What is The Chronic Pain Self Management Program (CPSMP)?

The Chronic Pain Self Management Program (CPSMP) is a community course which people with chronic pain attend together. The CPSMP was developed for people who have a primary or secondary diagnosis of chronic pain. Pain is defined as being chronic or long term when it lasts for longer than 3 to 6 months, or beyond the normal healing time of an injury.

Examples of chronic pain conditions are; chronic musculo-skeletal pain (such as neck, shoulder or back pain), fibromyalgia, whiplash injuries, chronic regional pain syndromes, repetitive strain injury, chronic pelvic pain, post-surgical pain that lasts beyond 6 months, neuropathic pain (often caused by trauma), or neuralgias (such as post-herpetic pain, and trigeminal neuralgia), and post stroke or central pain. The CPSMP may also benefit those who have conditions such as persistent headache, Crohn's disease, irritable bowel syndrome, diabetic neuropathy, or those who experience severe muscular pain due to conditions such as multiple sclerosis.

The small group courses are 6 weeks long, meeting once a week for 2 hours 30 minutes, and are led by at least one peer leader with chronic pain. The sessions are highly interactive, focusing on building skills, sharing experiences and support. The course teaches the life skills needed in the day-to-day management of chronic pain and to embrace life's opportunities.

Subjects covered in CPSMP include:

  • Techniques to deal with problems such as frustration, fatigue, isolation, and poor sleep
  • Appropriate exercise for maintaining and improving strength, flexibility, and endurance
  • Appropriate use of medications
  • Communicating effectively with family, friends, and health professionals
  • Nutrition
  • Pacing activity and rest
  • How to evaluate new treatments

Each participant in the workshop receives a copy of the companion books, Living a Healthy Life With Chronic Conditions, and Chronic Pain Workbook.

Licensing

Organisations wanting to offer CPSMP courses need a minimum of two course Leaders and a multiple program license from Stanford University. For organisations to have their own in-house training capacity two Master Trainers are required. For more information about licensing requirements, please Contact Us or see http://patienteducation.stanford.edu/licensing/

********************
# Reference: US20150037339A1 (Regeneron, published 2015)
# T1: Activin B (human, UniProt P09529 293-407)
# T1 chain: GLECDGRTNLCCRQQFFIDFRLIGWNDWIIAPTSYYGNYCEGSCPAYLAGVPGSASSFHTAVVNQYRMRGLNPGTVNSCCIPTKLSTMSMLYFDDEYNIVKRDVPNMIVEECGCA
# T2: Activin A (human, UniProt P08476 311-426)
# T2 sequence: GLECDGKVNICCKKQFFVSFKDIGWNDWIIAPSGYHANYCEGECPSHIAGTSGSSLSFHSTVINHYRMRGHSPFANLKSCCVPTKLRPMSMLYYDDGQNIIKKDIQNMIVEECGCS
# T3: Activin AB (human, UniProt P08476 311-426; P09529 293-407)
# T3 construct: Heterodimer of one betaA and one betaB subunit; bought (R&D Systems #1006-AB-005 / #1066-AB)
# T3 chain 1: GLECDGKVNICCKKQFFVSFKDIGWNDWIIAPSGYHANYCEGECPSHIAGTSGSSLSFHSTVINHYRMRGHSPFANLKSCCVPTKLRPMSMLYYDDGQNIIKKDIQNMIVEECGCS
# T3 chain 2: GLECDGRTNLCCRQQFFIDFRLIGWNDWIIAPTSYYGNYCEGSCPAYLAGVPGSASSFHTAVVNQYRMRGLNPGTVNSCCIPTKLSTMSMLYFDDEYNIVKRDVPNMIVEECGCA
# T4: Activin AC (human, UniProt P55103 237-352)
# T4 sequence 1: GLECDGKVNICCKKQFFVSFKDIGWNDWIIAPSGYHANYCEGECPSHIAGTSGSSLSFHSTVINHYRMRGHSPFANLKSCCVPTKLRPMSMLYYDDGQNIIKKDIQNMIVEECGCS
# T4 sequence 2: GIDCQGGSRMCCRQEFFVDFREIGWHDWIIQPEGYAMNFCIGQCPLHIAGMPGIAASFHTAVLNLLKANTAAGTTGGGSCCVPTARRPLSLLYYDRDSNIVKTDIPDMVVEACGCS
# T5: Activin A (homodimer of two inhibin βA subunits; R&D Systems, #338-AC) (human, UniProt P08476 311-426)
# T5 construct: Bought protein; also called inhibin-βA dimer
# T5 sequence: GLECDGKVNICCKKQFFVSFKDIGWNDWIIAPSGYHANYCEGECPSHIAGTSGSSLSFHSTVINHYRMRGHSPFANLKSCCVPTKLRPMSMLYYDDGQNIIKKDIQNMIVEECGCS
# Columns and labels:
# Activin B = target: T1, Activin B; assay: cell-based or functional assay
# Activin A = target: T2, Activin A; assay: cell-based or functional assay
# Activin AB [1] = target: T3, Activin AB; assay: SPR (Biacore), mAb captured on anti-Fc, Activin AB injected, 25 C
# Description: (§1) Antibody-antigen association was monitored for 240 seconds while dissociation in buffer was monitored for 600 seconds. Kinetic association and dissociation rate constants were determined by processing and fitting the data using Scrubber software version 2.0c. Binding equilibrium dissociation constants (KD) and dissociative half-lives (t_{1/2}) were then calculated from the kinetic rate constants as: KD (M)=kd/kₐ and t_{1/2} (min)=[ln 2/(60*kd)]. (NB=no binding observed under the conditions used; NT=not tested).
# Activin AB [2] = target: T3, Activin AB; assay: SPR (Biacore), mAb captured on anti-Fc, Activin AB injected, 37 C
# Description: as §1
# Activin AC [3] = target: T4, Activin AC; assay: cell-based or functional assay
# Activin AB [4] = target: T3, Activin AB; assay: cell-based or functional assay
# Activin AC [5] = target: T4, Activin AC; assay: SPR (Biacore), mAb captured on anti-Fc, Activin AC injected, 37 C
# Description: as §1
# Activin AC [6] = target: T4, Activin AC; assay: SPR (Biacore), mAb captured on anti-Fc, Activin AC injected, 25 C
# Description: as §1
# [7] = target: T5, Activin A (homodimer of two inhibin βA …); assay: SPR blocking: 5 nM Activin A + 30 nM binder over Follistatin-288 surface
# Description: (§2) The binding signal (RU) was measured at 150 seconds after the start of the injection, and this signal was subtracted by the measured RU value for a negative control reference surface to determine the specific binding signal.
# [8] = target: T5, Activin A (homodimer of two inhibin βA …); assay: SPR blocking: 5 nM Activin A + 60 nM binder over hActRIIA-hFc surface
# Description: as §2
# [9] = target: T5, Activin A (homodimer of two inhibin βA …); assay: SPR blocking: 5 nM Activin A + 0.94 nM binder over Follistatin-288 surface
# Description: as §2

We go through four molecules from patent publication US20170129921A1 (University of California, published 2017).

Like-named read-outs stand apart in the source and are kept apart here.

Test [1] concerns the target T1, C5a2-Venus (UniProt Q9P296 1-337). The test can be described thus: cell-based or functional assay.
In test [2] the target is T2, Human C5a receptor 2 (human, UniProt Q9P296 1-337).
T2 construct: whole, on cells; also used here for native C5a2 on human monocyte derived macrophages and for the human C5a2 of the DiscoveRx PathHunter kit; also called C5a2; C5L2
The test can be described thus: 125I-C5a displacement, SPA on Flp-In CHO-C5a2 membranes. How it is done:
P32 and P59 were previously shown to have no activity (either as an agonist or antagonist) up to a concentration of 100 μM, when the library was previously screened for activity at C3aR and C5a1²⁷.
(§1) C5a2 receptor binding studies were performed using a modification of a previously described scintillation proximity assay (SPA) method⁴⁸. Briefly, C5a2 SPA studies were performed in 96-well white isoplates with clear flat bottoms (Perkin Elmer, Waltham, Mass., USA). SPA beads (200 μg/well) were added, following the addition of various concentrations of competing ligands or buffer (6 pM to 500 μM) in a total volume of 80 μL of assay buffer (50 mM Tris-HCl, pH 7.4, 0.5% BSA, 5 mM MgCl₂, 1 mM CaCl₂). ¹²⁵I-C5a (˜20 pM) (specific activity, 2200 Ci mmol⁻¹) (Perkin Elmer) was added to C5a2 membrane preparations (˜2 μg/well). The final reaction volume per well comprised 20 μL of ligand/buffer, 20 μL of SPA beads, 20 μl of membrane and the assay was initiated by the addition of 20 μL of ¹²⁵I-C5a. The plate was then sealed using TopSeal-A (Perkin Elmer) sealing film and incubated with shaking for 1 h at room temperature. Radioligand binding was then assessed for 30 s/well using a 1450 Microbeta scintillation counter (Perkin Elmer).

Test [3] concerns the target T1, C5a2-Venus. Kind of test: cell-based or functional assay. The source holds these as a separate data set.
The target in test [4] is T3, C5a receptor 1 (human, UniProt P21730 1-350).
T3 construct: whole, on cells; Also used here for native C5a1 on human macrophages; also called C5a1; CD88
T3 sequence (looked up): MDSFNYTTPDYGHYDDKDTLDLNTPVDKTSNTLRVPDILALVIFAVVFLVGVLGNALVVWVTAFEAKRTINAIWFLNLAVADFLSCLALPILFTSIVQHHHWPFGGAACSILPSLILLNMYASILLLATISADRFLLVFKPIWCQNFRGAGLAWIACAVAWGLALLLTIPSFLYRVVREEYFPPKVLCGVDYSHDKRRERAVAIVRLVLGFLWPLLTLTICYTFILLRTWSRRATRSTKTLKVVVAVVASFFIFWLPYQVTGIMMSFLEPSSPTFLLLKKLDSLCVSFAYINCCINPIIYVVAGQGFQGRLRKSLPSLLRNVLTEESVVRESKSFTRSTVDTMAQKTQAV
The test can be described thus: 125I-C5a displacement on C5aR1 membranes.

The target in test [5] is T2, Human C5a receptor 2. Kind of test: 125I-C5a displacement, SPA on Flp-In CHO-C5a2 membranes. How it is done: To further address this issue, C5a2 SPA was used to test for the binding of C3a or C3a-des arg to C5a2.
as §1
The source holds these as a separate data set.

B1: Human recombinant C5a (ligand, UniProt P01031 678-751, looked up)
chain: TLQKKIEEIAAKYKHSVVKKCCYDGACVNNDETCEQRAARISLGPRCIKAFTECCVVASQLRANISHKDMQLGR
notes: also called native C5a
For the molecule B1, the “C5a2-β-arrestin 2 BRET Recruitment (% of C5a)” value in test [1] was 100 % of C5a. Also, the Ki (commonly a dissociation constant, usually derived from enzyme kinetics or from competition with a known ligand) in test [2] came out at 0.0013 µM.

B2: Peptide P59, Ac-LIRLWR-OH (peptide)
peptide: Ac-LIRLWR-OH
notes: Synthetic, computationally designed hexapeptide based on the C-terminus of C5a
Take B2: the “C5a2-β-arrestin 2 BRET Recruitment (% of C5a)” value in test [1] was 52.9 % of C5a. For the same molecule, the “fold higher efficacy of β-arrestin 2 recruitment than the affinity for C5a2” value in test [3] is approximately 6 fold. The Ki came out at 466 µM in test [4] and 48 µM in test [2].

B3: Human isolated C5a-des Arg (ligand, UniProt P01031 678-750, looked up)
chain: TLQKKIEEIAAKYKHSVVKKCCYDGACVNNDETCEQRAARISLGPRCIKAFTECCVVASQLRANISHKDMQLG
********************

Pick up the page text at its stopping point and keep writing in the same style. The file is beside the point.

People wanting to be trained in Chronic Pain Self Management Program must first undertake CDSMP training as this provides the necessary foundational skills. Cross Trainings in the Chronic Pain Program takes 1-2 days depending on the format in which the training is delivered.

Evaluation

The CPSMP, was developed by Sandra LeFort in 1996 at McGill University in Montreal and later updated at Memorial University, St. John's, Newfoundland, Canada, with Lisa Cardas, of Toronto, Ontario. The CPSMP was developed in conjunction with Prof Kate Lorig and the staff of the Stanford Patient Education Research Center. It was derived from Stanford's Arthritis Self-Management Program and the Chronic Disease Self-Management program. It was revised in 2008 and a new Chronic Pain Workbook was written to accompany the program.

Like the other Stanford self-management programs, the CPSMP has also been rigorously evaluated in two randomized clinical trials funded by Health Canada and the Canadian Institutes of Health Research (CIHR). The research studies found that, on average, people who have participated in the CPSMP have more vitality or energy, less pain, less dependence on others, improved mental health, are more involved in everyday activities, and are more satisfied with their lives compared to those who have not taken the program. The program has also been delivered and evaluated across 10 pain clinics in Ontario, Canada. Evaluation of the program found it to be beneficial for participants in terms of coping skills, education, and overall quality of life.

Reference

LeFort S, Gray-Donald K, Rowat K & Jeans M. Randomized controlled trial of a community-based psychoeducation program for the self-management of chronic pain. Pain, 74, 297-306, 1998

Contact Us and we can email you a copy of the full paper.